PhD Research Project: Mass spectrometry imaging of the sentinel freshwater crustacean Daphnia: a no
Desorption electrospray ionisation (DESI) mass spectrometry imaging is an analytical tool for biomolecular research that can accurately locate and identify chemicals within a tissue section. While increasingly applied in biomedical research to study the metabolism of naturally occurring low molecular weight chemicals (metabolites), drugs and drug metabolites, its application to the environmental sciences, and in particular environmental (nano)toxicology, has yet to be realised. Rapid evaporative ionisation mass spectrometry (REIMS) is a novel technique that allows near real-time characterisation of tissue samples through analysis of the vapours released during sample analysis. Waters Corporation is at the forefront of the development of DESI and REIMS technologies.
The freshwater crustacean Daphnia is a model organism in biology, with immediate relevance for ecology, human and environmental health. Their short generation time, large clutch sizes and ease of laboratory and field manipulation have assured their importance for setting environmental health standards, for testing chemical safety, for monitoring water quality, and as a model for ecological and evolutionary research. Recently, Daphnia has been included in the list of thirteen model organisms by the US National Institutes of Health. The importance of this organism has inspired the development of international consortia including the Daphnia Genomics Consortium and Daphnia Metabolome Project. However, to date, there have been no studies mapping the spatial localisation of metabolites and pollutants in Daphnia species. Such information is critical for mechanistically understanding the toxicity caused by environmental pollutants as well as, more broadly, biochemical changes induced by environmental stressors. Specifically, this knowledge is essential for the construction of Adverse Outcome Pathways that provide a knowledge management tool for the effects of pollutants on organisms.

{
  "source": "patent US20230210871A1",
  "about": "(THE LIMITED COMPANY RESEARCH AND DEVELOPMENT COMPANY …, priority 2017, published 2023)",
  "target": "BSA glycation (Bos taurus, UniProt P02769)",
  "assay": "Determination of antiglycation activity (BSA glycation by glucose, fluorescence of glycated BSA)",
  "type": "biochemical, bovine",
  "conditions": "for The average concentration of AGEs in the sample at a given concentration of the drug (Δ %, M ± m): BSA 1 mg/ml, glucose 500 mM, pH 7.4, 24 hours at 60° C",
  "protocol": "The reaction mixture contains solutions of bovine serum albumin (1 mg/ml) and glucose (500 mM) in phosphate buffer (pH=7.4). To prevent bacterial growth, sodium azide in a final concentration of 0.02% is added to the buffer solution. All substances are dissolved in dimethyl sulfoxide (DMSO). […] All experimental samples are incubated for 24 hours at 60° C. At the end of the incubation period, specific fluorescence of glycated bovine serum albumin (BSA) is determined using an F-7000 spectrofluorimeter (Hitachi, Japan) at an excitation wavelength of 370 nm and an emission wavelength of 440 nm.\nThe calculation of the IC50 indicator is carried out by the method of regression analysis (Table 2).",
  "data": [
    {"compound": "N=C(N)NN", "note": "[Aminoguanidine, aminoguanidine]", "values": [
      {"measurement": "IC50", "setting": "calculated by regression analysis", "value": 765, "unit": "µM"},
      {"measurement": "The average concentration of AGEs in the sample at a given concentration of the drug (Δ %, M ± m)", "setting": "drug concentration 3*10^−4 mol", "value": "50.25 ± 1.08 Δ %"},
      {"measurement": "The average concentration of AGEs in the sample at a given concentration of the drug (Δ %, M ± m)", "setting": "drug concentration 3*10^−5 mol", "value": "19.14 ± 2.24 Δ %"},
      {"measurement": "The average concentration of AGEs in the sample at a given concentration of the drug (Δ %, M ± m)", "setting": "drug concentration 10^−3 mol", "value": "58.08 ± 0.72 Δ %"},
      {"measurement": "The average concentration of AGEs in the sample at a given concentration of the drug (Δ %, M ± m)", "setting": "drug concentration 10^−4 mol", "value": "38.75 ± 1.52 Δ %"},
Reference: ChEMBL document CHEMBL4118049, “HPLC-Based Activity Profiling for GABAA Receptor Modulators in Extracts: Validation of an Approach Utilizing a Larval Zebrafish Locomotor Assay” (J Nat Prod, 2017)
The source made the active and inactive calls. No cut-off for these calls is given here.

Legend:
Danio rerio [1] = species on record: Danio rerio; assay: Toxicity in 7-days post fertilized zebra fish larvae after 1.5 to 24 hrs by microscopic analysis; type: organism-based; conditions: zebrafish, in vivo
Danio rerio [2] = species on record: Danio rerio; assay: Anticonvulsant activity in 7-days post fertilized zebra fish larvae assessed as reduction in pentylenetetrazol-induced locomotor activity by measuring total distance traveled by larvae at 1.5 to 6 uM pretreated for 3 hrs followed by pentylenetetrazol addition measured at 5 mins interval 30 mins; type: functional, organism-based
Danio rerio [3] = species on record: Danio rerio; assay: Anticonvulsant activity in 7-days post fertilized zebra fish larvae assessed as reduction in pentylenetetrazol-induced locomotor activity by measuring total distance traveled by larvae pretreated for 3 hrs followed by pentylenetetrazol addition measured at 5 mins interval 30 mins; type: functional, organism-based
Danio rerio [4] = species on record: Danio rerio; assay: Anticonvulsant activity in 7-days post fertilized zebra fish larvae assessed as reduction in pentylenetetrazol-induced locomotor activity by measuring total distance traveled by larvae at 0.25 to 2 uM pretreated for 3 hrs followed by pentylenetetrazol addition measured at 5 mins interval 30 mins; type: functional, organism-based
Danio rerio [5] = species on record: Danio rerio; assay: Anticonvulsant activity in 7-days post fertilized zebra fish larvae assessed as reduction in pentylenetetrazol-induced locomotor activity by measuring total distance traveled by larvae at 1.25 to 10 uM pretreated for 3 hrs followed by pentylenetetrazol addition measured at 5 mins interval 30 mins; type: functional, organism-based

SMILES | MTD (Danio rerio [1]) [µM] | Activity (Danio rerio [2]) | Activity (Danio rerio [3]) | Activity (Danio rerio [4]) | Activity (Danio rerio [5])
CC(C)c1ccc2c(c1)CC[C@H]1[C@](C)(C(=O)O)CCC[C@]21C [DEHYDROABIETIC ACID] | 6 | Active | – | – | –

This PhD studentship project will develop and optimise DESI and REIMS mass spectrometry approaches to study Daphnia. Subsequently they will apply DESI to characterise the spatial localisation of the baseline metabolome of this important species. Next they will investigate how exposure to pollutants can modulate the naturally occurring metabolites, as well as co-mapping the spatial location of the pollutants themselves. In addition, the student will explore the application of REIMS as a novel approach for high-throughput toxicity testing.
The student will benefit from Waters technologies available at both the University of Birmingham and the new Waters Mass Spectrometry Headquarters in Wilmslow, less than 2 hours from Birmingham. Specifically, the laboratory at Birmingham includes seven new Waters UPLC-MS systems with one instrument configured for DESI research. The Waters Mass Spectrometry HQ houses a large suite of DESI and REIMS instrumentation. All of the biological investigations will be conducted at Birmingham utilising the recently rebuilt Daphnia culturing and exposure facility. Daphnia strains will be experimentally manipulated to perturb the baseline metabolome. This will be accomplished using environmentally relevant pollutants, including chemicals and/or nanomaterials. Histology will be conducted locally at Birmingham. Large molecular datasets will then be generated using mass spectrometry imaging and analysed using the newly expanded data storage and computational facilities at the University of Birmingham.
Training and skills: